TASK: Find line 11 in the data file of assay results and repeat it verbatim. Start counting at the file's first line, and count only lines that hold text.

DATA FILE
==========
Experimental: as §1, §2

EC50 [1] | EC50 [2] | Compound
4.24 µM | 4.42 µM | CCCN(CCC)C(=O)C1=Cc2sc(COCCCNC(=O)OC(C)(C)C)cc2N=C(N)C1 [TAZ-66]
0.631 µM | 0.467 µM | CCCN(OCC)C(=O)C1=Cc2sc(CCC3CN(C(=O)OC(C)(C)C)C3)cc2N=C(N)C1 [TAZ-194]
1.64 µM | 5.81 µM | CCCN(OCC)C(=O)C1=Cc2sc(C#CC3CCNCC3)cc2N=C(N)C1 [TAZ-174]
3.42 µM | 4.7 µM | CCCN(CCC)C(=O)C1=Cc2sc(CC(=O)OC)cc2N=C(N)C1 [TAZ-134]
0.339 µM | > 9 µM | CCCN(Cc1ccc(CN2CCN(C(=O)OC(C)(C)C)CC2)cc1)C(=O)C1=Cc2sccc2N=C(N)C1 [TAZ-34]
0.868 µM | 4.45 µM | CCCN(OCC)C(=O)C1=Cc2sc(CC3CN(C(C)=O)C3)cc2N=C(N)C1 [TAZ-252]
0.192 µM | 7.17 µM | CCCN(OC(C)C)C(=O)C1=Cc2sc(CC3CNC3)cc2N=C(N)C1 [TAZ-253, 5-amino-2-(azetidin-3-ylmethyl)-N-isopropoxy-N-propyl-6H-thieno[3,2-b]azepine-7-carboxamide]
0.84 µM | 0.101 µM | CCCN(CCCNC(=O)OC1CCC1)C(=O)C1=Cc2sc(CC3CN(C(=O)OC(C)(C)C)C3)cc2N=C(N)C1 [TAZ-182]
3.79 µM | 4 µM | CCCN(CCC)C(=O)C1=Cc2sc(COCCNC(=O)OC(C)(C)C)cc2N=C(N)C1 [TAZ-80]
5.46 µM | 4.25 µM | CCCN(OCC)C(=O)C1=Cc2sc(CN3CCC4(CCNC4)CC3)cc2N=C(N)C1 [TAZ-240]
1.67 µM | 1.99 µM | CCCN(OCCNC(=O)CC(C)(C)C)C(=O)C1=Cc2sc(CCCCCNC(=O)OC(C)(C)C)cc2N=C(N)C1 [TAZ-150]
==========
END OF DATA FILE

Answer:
3.79 µM | 4 µM | CCCN(CCC)C(=O)C1=Cc2sc(COCCNC(=O)OC(C)(C)C)cc2N=C(N)C1 [TAZ-80]